• When doing the next assignment, read the assessment criteria and know where your weakness is, so you can avoid it.
  • If a new assignment is similar to your low marks/failed assignment (i.e: commentary for English, lab practical write-up for Biology), refer back to your low marks/failed task to check you're not repeating the same mistakes (e.g: having a poor intro for a commentary, not providing limitations in discussion for Biology write-up)
  • Most likely failed or received a just passing grade due to tests and assignments which have been failed or have received low marks. So do the above do avoid failing them.
  • Talk to your teacher about your weaknesses and how to overcome them (either on report collection day or even at recess/lunchtime)

Note: Confidence in yourself is quite important, as well as actually putting in effort. Stressing and being nervous can also be good, since some people work better under these conditions.

Monday, October 25, 2010


Ally is an IB student from the other side of the world (me:Australia/Ally:U.S). She will be a contributing blogger on this blog. Ally will cherish upon us her version of the delights of IB and impart some of her wisdom.

You can view her CAS blog here.

From Ally:

Hi there!

My name's Ally and I'm a junior at an IB school in the U.S.!
I'll be posting helpful/random things now and then...

My subjects:
Visual Arts HL
Math Studies SL
English A1 HL
Physics 1
Spanish B SL
History HL

Saturday, October 2, 2010

Maths SL

Many of the link I've provided also have Maths studies and HL notes available. I'm only providing the links of the subjects which I've undertaken (in this case Maths SL).

Mathimatikos revision/reference notes for SL(?) topics in pdf format
IB Maths powerpoints for SL topics
IB Maths worksheets, notes and practice papers (GDC/GDC free)
MM II (IB Calculus) Mrs. Shim's IB Calculus notes and worksheets
IB Maths SL Wikibook notes and formulae for SL topics
Haese and Harris IB SL textbook pdf document, useful for extra practice questions
Maths SL syllabus excellent to use as a guide of learnt concepts and for exam/test preparation
IB Maths IA guide hints, tips and general information for writing Maths IA

Friday, September 24, 2010

Lingo yo!

So, I figured since I'm doing IB, therefore using IB terms, and some people might not know what IB is, I've compiled a list of words which you might see on this blog.
In no alphabetical order.

HL: higher level
Three out of the total six subjects undertaken by an IB student must be HL. Higher Level subjects included more content and depth than a Standard Level subject, and also involve more hours, assessments and and extra exam paper. They also have more credit (eg: if a student takes Maths HL, a 4 or 5 is equal to a Maths SL 6 or 7). Mark boundaries are also lower.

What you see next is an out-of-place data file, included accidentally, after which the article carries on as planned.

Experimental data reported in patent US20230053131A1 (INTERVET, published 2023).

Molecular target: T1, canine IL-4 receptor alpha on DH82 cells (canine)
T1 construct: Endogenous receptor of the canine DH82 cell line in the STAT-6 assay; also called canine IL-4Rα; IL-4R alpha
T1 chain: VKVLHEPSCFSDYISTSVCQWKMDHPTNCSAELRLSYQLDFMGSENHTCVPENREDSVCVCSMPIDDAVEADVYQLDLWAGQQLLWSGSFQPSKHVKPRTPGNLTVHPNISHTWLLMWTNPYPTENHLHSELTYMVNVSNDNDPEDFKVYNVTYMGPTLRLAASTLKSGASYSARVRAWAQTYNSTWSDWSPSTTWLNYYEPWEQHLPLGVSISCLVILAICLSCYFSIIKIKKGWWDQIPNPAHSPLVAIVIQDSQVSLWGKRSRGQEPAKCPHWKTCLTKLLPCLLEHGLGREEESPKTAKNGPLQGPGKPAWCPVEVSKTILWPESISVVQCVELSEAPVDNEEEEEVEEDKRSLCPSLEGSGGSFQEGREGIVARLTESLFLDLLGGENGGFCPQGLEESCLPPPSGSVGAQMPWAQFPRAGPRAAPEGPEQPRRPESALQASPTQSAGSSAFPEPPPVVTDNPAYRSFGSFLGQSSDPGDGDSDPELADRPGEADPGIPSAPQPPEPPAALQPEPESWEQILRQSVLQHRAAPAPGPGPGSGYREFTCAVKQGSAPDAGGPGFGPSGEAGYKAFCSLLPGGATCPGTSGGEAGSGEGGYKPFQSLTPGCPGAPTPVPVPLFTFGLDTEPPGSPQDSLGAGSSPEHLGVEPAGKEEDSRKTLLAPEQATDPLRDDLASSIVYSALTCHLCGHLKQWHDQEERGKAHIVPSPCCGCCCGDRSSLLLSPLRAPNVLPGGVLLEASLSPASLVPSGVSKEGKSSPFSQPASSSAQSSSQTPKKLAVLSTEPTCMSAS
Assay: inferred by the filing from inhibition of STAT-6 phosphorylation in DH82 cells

SL: standard level
Out of six subjects, three must be SL. SL subjects require less hours and assessments than HL subjects. The course doesn't have as much depth as a HL subject and there are two exam papers to be done. Mark boundaries are higher than its HL counterpart.

EE: extended essay
Generally a 3500-4000 word essay (for science subject this varies) on a very specific topic of the student's choice. The student completes this essay over the time period of their diploma.
Successful completion of the EE component adds one point to the maximum of 45 points. Failure to do so results in failing to receive the full IB diploma.

TOK: theory of knowledge
A philosophical class, similar to epistemology. How do we know? Can we trust the things we know? The roles of perception, language, reason and emotion effecting what we know and how we know. Know, know, know...
A maximum of 2000 word essay on a question (provided by the IBO) is to be completed by the second year of IB in order to gain one point out of the total of 45.

CAS: creativity, action and service
150 hours must be divided equally between creative, physical and service activities. Journal entries/logs must be made for each activity and outcomes must be achieved. Completing the CAS requirement gives one point out of the maximum of 45 possible points.
Some see this as a forceful way of going out into the community to learn about others and yourself. Others see this as a great opportunity to do schoolwork but having fun too.

IA: internal assessment
Assignments and pieces of work which contribute to the final subject grade. These are marked by the teacher who teaches you that subject. A random sample of selected students work (names chosen by the IBO) are then sent to the IBO for moderation (to ensure teachers are marking fairly).

A hideous requirement of IB English. It is a time-suck and requires the student to analyse literary devices and techniques and provide their own response to an excerpt or poem. Most students like to practise BS skills whilst completing a commentary.

Thursday, September 16, 2010

My Life is IB

In the IB and don't know about this site yet? Where have you been?
Click here.

Warning: procrastination begins at the click of the link.

Friday, September 10, 2010


The list of links are more useful for French ab initio and perhaps even French B SL students.

Languages Online a Victorian government sponsored site. German, Chinese, Indonesian and Italian also available.
French Language Exercises Quiz activities on indirect, direct, passe compose, imparfait, negatives, etc..
Quia French All sorts of quiz type activities. The link I've listed is the search page.
Beginners French Listening Exercises page with links for improving listening and comprehension skills.
Cool French Want to start an argument? Want to say colloquial expressions? A fun interactive site for all levels of French (and to use on others)
BBC French A site by the BBC containing a wealth of learning exercises, videos, fun activities and audio for those who are learning or already know French. Suitable for all levels.
TV5 Monde Apprendre le Francais A French television channel's educational site, with activities in French for those learning the language. Suitable for SL students. Ab initio students advised to use site with a teacher's help (there are no English prompts or guides on the site).
Intense Cogitation French SL/HL notes on grammar and assessments in French (oral and written expression).

Sunday, August 15, 2010

How to write a commentary